Physical examination revealed vital signs as follows: blood pressure 100/76 mmHg, heart rate 82 beats/min, respiratory rate 20/min. The cardiopulmonary examination was unremarkable, and no peripheral edema was present. The routine laboratory tests at ED revealed troponin I (cTnI) was 0.041 ng/ml (normal reference range 0–0.02 ng/ml), and creatine kinase-MB (CK-MB) was 6.54 ng/ml (normal reference range 0–4.99 ng/ml). No abnormalities were observed in complete blood count, renal and liver function tests. Electrocardiogram (ECG) showed abnormal Q-waves in leads I, aVL and V2-V9, ST-segment elevation in leads V2-V9, biphasic T-waves in V2-V9 and negative T-wave in V1 (Fig. 1a).
Echocardiogram was performed at ED admission, showing normal tricuspid annular plane systolic excursion and right ventricular diameter of 19 mm, an enlarged left ventricle (LV) of 53 mm at end-diastole with a reduced ejection fraction (EF) of 36% and decreased motion of the left ventricular anterior, anteroseptal, anterolateral wall and apex, and mild tricuspid regurgitation was observed with an estimated pulmonary artery systolic pressure (PASP) of 51 mmHg. Acute anterior wall and high lateral wall MI was initially diagnosed, thus emergency coronary angiography (CAG) was performed (Additional file 1: Video 1–2). Stable coronary plaques without signs of acute plaque rupture or coronary dissection were seen in the left anterior descending branch and right coronary artery. She was then sent to and managed in the coronary care unit after CAG. Dynamic changes of blood biomarkers and arterial blood gas results were summarized in Table1. Unexpectedly, CAG and dynamic alterations of cardiac biomarkers and ECGs seemed to rule out the initial diagnosis (Fig. 1, Additional file 1: Video 1–2, Table 1). Repeat echocardiogram on Day 1 displayed a normal-sized LV with left ventricular anterior, anteroseptal and apical hypokinesia and a left ventricular EF of 41%.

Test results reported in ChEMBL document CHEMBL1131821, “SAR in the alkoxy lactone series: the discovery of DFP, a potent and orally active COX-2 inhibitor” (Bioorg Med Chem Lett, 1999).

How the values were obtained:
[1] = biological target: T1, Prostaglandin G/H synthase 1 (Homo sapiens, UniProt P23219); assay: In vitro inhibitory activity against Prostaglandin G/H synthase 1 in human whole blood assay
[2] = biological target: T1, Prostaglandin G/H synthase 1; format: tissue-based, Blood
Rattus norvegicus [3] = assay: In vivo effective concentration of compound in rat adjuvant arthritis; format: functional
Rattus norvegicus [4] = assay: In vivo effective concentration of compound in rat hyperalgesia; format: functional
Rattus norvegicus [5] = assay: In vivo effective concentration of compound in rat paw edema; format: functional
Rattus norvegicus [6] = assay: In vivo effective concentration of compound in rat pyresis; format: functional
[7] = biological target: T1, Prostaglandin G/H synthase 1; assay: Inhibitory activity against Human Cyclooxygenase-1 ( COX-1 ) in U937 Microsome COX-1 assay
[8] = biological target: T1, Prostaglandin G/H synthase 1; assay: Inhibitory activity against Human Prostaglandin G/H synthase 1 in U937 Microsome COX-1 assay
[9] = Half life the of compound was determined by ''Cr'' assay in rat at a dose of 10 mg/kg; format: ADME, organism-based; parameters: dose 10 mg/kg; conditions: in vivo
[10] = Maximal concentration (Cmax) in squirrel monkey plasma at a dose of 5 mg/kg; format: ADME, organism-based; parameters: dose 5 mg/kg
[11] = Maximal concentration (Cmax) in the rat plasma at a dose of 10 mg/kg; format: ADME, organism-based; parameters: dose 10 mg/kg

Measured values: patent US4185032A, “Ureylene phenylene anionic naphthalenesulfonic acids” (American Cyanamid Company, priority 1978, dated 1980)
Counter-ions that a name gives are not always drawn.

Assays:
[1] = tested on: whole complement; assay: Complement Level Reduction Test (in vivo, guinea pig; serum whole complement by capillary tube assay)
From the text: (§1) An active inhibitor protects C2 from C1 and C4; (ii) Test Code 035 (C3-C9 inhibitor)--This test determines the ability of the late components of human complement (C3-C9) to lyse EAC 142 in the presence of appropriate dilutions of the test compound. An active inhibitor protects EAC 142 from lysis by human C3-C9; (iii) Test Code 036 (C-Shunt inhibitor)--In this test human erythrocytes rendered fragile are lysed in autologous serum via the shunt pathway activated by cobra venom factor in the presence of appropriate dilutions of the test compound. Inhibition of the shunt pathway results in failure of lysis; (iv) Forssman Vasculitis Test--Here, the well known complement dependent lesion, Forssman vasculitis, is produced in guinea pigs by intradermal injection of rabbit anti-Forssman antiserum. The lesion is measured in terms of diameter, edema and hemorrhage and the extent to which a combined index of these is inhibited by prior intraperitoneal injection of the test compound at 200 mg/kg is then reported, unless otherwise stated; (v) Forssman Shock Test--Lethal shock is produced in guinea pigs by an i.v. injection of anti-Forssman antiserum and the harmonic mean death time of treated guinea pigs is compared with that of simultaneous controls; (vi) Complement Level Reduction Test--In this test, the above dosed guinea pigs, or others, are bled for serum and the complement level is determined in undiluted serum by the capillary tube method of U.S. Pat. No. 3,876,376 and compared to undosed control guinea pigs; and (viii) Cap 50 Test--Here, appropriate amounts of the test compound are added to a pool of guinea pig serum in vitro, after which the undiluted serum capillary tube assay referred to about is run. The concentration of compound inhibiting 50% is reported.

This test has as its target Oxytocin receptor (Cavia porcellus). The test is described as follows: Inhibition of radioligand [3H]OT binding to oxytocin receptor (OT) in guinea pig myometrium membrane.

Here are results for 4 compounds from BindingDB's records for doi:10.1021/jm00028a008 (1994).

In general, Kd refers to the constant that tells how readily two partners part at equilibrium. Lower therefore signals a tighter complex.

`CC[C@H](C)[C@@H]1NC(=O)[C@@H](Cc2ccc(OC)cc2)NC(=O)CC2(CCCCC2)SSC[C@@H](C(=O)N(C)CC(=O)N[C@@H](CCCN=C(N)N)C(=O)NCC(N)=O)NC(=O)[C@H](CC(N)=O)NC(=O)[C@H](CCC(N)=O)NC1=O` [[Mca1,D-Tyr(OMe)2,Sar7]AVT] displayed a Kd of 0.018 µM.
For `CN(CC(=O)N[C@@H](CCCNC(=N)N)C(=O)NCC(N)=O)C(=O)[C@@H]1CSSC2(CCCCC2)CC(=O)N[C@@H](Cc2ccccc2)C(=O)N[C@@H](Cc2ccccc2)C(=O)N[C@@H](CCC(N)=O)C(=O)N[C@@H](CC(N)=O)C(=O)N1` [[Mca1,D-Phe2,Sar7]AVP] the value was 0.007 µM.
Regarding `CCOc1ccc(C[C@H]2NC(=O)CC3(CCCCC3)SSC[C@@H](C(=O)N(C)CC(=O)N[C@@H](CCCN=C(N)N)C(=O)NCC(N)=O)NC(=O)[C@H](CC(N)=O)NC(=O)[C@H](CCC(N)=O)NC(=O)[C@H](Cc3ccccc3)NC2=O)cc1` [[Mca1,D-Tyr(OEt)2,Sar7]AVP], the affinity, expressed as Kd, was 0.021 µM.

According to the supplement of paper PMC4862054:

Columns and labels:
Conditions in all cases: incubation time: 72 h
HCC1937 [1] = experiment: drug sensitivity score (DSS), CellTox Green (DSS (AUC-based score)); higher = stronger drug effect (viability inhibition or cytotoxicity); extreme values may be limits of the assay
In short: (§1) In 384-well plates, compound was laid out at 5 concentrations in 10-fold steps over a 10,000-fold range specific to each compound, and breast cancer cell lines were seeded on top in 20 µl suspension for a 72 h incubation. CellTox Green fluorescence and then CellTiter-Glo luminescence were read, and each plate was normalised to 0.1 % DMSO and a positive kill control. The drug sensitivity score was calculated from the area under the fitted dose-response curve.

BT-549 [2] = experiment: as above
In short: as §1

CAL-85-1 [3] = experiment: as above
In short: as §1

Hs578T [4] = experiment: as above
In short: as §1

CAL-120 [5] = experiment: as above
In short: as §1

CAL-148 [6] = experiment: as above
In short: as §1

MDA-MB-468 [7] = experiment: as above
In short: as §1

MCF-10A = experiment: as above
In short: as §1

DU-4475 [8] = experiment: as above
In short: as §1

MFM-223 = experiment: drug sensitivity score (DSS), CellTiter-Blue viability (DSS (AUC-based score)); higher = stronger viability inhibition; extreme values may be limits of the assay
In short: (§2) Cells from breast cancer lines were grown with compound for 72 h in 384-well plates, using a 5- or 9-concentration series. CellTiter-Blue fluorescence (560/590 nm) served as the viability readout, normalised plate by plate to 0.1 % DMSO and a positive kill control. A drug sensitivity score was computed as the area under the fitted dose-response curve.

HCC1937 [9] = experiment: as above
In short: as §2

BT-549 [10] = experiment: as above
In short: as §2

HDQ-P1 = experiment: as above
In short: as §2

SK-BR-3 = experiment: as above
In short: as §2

By detailly inquiring medical history again, many years of right lower extremity pain, weakness of bilateral lower limbs for half a year and inactivity in the train for 10 h half a month ago were complained of. Since D-Dimer was extremely high, lower extremity venous ultrasound was done on Day 2, indicating multiple thrombi in the right intermuscular vein, dilation of bilateral deep femoral vein and spontaneous echo contrast. The following chest computed tomography (CT) illustrated multiple emboli in bilateral pulmonary arteries, calcified nodules in left upper pulmonary lobe, posterior segment of the right upper lobe and the anterior basement of the lower lobe (Fig. 2).
Cardiac magnetic resonance (CMR) (Fig. 3a-c, Additional file 1: Video 3–4) on Day 7 demonstrated paradoxical systolic motion of anterior left ventricular wall and akinesis of apex with an EF of 43%, and TTS could not be excluded. Filling defects in the right upper lobe and basal segments of the right lower lobe corresponded with pulmonary thromboembolism.